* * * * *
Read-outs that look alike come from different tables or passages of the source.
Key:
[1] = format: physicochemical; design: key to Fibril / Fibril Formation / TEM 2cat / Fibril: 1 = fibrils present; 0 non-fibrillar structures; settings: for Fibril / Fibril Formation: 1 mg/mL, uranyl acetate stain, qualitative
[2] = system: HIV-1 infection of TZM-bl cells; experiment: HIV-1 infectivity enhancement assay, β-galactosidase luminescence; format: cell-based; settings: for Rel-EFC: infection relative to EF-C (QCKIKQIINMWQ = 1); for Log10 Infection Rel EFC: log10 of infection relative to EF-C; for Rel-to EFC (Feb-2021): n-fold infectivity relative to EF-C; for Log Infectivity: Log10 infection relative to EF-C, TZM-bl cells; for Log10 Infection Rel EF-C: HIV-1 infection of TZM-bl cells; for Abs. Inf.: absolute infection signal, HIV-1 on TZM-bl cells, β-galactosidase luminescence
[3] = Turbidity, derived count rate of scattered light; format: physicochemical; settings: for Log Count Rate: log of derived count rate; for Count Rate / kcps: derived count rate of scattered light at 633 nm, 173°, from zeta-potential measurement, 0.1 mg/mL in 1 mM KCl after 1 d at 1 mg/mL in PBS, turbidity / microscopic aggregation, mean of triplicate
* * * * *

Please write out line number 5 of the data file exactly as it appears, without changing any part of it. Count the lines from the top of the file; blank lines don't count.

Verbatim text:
[3] = Turbidity, derived count rate of scattered light; format: physicochemical; settings: for Log Count Rate: log of derived count rate; for Count Rate / kcps: derived count rate of scattered light at 633 nm, 173°, from zeta-potential measurement, 0.1 mg/mL in 1 mM KCl after 1 d at 1 mg/mL in PBS, turbidity / microscopic aggregation, mean of triplicate